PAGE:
We drank and ate for a while talking about all possible topics. The trail and the weather, even some private topics. His name is Will and he told me about his past. How it came that he started a year long southbound hike on the PCT. And I told him about me and shared my story.
While we were talking he came up with some good points. I set out on this journey to find some very important answers to my questions. At this time I was already in doubt about whether I’m supposed to be here, hiking the trail or better back home to take care of other things which seem to be way more important right now. He also said that hiking the PCT will not give me the answers I’m so desperately looking for. Hiking a long distance trail requires a specific level of commitment. And the last couple days made me think about my own mindset and I begun questioning that I have what it needs to do it all the way up to Canada.
The more we were talking I came to the conclusion that I’m kinda “wasting” my time out here. I hadn’t as much fun out here as I expected and I had the feeling that I should be home with my girlfriend.
A couple weeks before I left Germany my girlfriend told me that she is pregnant. I was smiling all over the face and felt pure happiness.
For like 2 minutes.
Then I was sad because I thought I have to skip my plans before I even started.
We talked for a while and she told me that I should go anyway! I gotta go and do it.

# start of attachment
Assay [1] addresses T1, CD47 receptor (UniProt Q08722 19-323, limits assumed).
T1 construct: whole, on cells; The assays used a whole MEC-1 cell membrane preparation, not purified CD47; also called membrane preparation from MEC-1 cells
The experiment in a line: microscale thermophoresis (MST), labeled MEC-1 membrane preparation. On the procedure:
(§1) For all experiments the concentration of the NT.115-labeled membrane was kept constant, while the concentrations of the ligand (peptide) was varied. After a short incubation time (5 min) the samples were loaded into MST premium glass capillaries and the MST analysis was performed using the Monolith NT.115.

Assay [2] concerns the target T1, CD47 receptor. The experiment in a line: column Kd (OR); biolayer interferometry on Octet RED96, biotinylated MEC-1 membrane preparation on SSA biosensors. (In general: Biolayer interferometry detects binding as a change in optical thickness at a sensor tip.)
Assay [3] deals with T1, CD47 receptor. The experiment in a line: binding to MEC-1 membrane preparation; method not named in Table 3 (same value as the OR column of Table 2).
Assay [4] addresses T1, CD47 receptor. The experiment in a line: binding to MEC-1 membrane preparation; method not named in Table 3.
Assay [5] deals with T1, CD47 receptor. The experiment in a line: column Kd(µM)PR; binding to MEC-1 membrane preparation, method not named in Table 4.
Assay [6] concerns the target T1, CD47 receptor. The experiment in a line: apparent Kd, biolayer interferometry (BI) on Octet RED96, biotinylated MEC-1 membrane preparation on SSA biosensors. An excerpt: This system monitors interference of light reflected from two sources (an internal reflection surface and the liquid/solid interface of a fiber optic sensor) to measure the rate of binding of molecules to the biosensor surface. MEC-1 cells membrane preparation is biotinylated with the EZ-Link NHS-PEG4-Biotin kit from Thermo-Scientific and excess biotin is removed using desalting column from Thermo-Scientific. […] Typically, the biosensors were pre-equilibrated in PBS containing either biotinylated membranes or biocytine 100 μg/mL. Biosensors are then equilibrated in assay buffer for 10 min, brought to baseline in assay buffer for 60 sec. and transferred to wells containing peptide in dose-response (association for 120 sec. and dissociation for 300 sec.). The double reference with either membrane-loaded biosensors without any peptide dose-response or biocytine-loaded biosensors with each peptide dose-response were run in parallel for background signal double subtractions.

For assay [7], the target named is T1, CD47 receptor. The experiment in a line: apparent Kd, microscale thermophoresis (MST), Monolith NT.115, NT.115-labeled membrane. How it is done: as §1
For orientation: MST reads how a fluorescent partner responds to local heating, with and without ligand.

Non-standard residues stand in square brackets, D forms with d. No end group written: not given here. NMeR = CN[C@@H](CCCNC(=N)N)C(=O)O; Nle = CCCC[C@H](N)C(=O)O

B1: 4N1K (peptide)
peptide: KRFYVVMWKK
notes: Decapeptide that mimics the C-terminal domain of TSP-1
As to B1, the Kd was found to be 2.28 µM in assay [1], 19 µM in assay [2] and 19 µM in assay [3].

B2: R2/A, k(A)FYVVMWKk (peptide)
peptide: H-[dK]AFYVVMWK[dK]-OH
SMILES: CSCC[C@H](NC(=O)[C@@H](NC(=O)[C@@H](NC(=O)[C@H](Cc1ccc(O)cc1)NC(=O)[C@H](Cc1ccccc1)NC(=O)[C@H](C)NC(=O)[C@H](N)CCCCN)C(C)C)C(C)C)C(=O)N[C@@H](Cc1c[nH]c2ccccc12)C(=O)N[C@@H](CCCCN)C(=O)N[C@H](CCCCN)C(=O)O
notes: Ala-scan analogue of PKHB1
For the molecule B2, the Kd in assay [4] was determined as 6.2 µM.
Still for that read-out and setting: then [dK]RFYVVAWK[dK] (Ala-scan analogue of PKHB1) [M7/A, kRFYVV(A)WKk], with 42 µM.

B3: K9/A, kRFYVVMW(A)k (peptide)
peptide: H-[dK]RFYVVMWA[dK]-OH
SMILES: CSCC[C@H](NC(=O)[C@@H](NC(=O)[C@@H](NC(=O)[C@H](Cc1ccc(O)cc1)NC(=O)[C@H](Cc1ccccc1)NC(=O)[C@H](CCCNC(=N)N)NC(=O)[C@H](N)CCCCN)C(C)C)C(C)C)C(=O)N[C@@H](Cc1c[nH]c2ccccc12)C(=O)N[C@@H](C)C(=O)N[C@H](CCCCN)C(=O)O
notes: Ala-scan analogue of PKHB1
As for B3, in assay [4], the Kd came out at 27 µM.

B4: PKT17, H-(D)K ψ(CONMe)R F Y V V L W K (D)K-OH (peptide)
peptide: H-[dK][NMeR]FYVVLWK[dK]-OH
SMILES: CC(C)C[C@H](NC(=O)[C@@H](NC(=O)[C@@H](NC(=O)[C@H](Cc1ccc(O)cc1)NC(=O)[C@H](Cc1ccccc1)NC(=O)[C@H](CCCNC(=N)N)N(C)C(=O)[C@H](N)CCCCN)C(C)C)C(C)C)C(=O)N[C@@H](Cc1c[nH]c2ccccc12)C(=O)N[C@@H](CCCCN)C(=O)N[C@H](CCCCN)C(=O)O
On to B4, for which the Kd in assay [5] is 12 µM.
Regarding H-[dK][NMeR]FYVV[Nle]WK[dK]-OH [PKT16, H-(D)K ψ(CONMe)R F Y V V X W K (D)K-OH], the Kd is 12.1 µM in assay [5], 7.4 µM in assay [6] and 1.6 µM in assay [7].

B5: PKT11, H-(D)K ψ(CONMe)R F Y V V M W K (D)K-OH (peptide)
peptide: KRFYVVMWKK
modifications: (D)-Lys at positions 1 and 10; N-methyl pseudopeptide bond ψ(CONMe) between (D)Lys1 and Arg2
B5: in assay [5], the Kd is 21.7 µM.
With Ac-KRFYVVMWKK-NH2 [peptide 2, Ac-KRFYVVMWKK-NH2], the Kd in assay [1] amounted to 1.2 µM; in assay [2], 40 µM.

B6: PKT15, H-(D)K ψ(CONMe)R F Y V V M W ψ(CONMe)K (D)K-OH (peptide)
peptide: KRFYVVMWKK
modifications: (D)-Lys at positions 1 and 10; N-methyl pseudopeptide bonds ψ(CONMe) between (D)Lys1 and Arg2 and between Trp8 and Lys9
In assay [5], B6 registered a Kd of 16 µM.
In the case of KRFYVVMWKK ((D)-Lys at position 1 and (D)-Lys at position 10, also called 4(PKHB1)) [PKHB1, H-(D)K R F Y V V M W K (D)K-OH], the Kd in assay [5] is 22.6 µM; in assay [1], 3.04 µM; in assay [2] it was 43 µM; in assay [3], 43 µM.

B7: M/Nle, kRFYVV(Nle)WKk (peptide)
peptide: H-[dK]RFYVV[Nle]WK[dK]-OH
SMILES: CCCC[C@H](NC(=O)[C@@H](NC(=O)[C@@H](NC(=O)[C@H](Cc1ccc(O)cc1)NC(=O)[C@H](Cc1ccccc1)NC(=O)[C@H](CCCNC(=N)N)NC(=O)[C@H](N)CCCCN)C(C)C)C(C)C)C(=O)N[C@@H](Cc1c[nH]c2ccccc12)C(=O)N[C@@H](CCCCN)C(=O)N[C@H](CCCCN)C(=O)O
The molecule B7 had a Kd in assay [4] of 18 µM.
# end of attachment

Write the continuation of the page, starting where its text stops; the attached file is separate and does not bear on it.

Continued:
And I really thought that this would be okay for me. I would be back soon enough to be with her when she’s giving birth to our child.
But as soon as I got on trail I couldn’t find a good reason to do it, while she’s back home dealing with all that on her own. And I still had to find some answers for me. I wouldn’t find them while hiking, that’s what I figured. I couldn’t simply go back home right now either. I felt torn and pretty unhappy about the whole situation. We were still talking and somehow we talked about getting a rental car and simply hike parts of the trail I wanted to do.
I made a decision.
It wasn’t easy for me to admit that my hike is over. 2 days in, after 20 miles hiking. I thought that I can’t go back right now. So I decided to rent a car and drive up north to do sections of the trail. Luckily a trail angel, Robert, showed up right around noon. He offered me a ride back to San Diego where I could get a rental car and do some hiking where I wanted. I packed up all my stuff and got into his car. We drove down to the city and got to his place. He allowed me to use his computer to make a reservation online. Then we drank a beer and talked for a while.
An hour later we took off to go to the rental car company where I would pick up the car and start driving up north.
I got to Warner Springs a couple hours later where I got a room for the night.